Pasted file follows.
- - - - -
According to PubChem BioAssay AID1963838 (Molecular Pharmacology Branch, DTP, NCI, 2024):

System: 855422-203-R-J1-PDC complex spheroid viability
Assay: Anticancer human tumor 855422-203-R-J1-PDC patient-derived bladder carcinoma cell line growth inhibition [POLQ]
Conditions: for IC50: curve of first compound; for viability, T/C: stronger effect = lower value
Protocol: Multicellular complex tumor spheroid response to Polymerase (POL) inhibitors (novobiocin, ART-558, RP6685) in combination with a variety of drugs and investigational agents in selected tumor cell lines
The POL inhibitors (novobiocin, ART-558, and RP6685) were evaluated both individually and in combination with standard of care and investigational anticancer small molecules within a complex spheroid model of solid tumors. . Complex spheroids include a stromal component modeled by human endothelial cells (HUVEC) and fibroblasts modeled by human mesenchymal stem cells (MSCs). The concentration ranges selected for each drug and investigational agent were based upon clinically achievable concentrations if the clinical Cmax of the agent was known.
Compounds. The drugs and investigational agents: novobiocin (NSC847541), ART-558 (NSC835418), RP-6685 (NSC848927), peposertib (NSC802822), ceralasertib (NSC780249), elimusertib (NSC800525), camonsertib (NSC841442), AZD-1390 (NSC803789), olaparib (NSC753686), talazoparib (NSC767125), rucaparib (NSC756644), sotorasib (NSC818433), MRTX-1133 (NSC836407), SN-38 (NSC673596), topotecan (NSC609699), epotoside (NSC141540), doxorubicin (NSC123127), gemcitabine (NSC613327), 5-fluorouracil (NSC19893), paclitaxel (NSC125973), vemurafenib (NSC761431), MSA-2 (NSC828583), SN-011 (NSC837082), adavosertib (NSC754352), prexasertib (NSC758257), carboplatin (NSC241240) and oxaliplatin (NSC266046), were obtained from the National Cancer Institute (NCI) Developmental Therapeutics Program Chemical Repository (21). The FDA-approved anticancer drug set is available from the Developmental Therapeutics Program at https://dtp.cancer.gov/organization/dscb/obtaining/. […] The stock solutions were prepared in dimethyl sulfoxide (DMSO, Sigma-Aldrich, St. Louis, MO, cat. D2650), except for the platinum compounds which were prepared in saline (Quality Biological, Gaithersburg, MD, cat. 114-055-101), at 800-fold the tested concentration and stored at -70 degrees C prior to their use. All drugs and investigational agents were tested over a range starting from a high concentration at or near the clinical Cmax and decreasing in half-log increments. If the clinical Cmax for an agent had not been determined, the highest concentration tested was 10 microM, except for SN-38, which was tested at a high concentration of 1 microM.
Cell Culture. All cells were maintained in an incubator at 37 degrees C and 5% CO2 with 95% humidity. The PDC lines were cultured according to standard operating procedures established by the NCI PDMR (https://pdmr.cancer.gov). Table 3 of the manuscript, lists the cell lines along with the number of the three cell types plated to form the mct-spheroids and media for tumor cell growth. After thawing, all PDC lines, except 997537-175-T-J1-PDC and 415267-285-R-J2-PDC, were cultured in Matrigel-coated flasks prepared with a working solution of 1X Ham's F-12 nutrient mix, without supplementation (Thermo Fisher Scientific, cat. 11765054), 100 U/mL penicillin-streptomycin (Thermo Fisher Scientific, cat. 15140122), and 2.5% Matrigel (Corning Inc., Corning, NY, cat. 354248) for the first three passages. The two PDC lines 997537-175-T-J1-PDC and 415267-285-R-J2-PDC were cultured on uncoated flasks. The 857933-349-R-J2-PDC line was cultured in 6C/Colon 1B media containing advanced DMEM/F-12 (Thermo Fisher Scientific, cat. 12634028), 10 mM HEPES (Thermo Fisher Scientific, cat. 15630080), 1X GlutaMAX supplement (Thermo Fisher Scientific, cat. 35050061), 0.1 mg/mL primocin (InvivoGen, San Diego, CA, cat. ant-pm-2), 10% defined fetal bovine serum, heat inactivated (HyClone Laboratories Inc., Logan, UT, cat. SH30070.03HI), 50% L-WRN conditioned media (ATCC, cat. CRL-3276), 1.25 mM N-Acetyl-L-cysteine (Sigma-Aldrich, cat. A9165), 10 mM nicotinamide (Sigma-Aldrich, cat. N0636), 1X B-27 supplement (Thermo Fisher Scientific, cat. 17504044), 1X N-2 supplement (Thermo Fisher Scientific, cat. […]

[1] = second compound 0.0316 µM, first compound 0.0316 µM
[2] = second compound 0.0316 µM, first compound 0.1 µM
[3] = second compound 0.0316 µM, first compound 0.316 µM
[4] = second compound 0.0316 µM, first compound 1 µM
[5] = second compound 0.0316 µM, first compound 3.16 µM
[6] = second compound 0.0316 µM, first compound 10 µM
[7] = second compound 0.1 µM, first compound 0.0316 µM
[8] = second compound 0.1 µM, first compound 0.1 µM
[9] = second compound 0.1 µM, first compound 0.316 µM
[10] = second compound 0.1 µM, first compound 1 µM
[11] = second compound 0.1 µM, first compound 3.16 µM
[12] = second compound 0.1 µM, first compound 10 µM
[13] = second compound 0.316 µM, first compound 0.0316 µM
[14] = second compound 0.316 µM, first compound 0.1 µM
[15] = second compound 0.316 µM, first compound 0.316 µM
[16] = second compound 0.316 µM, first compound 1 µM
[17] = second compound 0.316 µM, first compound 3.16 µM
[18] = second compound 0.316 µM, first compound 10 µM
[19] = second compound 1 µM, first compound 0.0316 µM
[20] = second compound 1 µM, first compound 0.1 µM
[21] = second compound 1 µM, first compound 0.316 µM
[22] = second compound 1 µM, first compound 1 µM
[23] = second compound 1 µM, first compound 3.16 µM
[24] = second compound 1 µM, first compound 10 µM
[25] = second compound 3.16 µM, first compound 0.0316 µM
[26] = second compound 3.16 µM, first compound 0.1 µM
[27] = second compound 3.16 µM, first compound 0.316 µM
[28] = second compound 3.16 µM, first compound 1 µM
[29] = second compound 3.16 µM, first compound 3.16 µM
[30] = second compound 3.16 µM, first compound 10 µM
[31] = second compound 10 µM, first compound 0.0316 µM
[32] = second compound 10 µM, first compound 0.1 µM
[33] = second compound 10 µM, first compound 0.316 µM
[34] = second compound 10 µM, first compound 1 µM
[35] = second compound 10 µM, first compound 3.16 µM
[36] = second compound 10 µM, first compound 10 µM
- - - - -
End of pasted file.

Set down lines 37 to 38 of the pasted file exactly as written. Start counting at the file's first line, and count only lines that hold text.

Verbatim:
[29] = second compound 3.16 µM, first compound 3.16 µM
[30] = second compound 3.16 µM, first compound 10 µM